Figure 1. Activity of Internet based learning performance related to the internet devices PC, Android Phone, iOS Phone and iOS Tablet, respectively. The number of students utilizing a specific device is indicated by “n”. The application of each device employed for learning activities varies between students. This variation causes an alignment in 20 percent steps (see coloured boxes at the right). Thus, the absolute frequency is displayed in “grey” (81 – 100%), the lowest frequency in “blue” (0 – 20%). The actual number of students referring to the individual frequencies is given for each Internet device. This number directly relates to the variable size of coloured boxes and can be transferred in percentage (ordinate).
View this figure


The data collected from 141 dental students reveal that all utilize at least 1 internet hardware device such as PC, smart phone or tablet PC, and they have all unlimited access to the internet. The overwhelming part of probands (90%) employ laptops for e-learning, while only three-quarter of mobile device owners use this hard-ware for e-learning activities. The more intense students are engaged in e-learning, the more they use smart phones and tablets PCs. Students performing almost exclusively e-learning favour highly sophisticated e-learning hardware like smart phones and tablet PCs equipped either with Android OS or with iOS. e-Learning programs are less popular. Most students are operating PCs but only 30 % utilize e-learning programs. The acceptance for e-learning software increases to 50 % as high-class devices (iOS equipped tablet PCs, Android Phones) are employed.

This outcome of our survey conducted with 141 dental students during their clinical education describes a current state of hard and software employed for e-learning activities. Although the whole issue is subject to rapid developments, a comparison with previous data [6] discloses a clearly increased application of e-learning techniques. This holds both for the access to the Internet and to the availability of hardware devices. The data gathered here implicate that dental students overwhelmingly favour PCs (laptops) for e-learning activities, which we relate primarily to the formidable sales figures of this device. However, a trend is apparent that the availability of more sophisticated hardware, such as smart phones and tablet PCs equipped with efficient OSs, promotes the attractiveness of e-learning. In fact, students highly engaged in e-learning (81 - 100 %) favour for their efforts high-class devices. In general, this view is supported by our survey as the relative use of iOS equipped tablet PCs is increasingly employed for e-learning activities (range from 41 - 100%). A somewhat different result was obtained with respect to smartphones. About half e-learning activities of student relates to iOS smartphones. Smartphones equipped with Android OS often exhibit enlarged screens as compared to iOS phones, and this fact seems to attract students performing an intense internet-based learning activity. Again, the reliability of this result should be judged cautiously as the phone-purchasing behavior of students may change rapidly with new applications not confined to e-learning matters. Despite these conjectures we assume that high tech preconditions are most relevant to improve clinical education of dental students.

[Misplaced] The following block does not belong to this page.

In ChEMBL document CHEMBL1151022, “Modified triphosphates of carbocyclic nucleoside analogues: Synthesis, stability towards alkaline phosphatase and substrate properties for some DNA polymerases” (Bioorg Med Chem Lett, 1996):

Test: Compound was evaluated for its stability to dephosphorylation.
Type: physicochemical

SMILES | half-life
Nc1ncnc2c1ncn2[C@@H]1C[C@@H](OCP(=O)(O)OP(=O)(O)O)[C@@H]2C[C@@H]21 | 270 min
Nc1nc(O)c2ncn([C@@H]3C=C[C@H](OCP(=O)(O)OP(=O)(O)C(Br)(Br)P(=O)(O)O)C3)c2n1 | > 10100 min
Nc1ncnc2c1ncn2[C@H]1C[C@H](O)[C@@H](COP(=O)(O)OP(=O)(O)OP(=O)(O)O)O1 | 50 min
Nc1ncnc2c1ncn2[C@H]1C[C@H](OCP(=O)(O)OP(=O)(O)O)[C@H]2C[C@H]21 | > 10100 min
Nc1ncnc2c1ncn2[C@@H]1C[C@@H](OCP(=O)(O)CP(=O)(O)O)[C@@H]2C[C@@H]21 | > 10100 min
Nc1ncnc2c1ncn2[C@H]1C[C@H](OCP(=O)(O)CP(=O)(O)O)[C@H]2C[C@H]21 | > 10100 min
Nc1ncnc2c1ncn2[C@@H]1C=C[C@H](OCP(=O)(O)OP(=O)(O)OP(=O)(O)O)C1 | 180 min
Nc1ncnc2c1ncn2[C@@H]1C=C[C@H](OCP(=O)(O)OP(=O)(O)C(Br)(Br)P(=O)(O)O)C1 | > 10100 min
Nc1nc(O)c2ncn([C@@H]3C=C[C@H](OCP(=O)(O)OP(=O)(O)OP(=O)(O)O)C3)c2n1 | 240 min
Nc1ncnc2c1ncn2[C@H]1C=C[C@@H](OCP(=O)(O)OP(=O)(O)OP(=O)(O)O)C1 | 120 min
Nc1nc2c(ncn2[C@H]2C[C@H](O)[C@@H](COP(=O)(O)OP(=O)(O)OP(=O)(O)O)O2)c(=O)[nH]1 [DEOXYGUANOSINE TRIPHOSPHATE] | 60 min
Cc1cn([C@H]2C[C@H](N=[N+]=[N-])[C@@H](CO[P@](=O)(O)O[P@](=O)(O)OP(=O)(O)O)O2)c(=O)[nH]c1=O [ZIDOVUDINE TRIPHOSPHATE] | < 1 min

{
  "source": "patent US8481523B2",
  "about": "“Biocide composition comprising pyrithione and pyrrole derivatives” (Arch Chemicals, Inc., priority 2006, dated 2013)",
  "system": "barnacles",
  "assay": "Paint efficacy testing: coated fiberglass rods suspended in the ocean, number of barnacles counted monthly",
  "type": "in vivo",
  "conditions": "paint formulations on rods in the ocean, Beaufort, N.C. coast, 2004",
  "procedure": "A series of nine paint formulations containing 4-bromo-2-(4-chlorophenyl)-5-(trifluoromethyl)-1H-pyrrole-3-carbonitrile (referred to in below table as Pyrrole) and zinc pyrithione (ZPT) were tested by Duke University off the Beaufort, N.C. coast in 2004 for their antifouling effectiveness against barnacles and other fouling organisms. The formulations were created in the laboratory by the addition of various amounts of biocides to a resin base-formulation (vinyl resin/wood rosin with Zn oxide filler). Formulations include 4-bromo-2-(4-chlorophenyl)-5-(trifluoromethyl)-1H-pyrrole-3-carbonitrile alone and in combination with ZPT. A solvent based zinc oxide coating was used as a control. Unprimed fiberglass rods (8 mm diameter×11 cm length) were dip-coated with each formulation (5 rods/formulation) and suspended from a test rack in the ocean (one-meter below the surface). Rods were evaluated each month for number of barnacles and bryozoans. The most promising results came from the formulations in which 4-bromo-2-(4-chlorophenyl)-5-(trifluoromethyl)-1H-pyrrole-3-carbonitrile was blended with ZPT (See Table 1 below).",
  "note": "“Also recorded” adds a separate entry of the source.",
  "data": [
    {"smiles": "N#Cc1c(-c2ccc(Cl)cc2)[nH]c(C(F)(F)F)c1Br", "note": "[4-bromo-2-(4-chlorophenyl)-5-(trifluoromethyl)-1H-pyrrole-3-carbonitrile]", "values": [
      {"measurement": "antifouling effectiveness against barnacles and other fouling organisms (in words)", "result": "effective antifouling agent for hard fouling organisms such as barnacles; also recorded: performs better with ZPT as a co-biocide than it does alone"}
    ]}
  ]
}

Utilization of e-learning programs was found mostly accepted by students owning iOS tablet PCs and iOS smartphones, respectively. This finding contrasts data for tablet PCs and smartphones equipped with Android OSs, exhibiting a moderate use (about 20%) of learning programs. Unfortunately, the responses obtained for tablet PCs is rather low impairing a reliable interpretation. Rather convincing appear the results regarding computers (desktop, laptop). About one third out of 141 students employs learning programs installed on computers. This supports the notion and let us suggest that affordable prices and an easy access to e-learning programs is eligible to promote their widespread dissemination. Regardless of the preferences dental students exhibit for e-learning devices, the trend continuous to an increased engagement in e-learning activities linked to contemporary techniques [14].


Our survey confirms recent suggestions that dental students increasingly accept e-learning offers. The essential preconditions to perform these studies are excellent, since all students have access to computers (desktop, laptop) and mobile e-learning devices (tablet PC, smartphone), respectively. A trend to tablet PCs and smartphones equipped with high performance operation systems appears evident. While the survey participants are overwhelmingly engaged in e-learning activities, only one-third to half of students deploys e-learning programs. We conclude that e-learning activities of dental students meanwhile represent an intergral part of clinical training at the University Mainz.


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PC: personal computers
OS: operation system
iOS: iPhone operating system

Edited by G Eysenbach; submitted 13.06.13; peer-reviewed by N Pombo, B Davies; comments to author 18.07.13; revised version received 26.07.13; accepted 29.07.13; published 14.08.13


©Peter Schulz, Keyvan Sagheb, Harald Affeldt, Hannah Klumpp, Kathy Taylor, Christian Walter, Bilal Al-Nawas. Originally published in Medicine 2.0 (, 14.08.2013.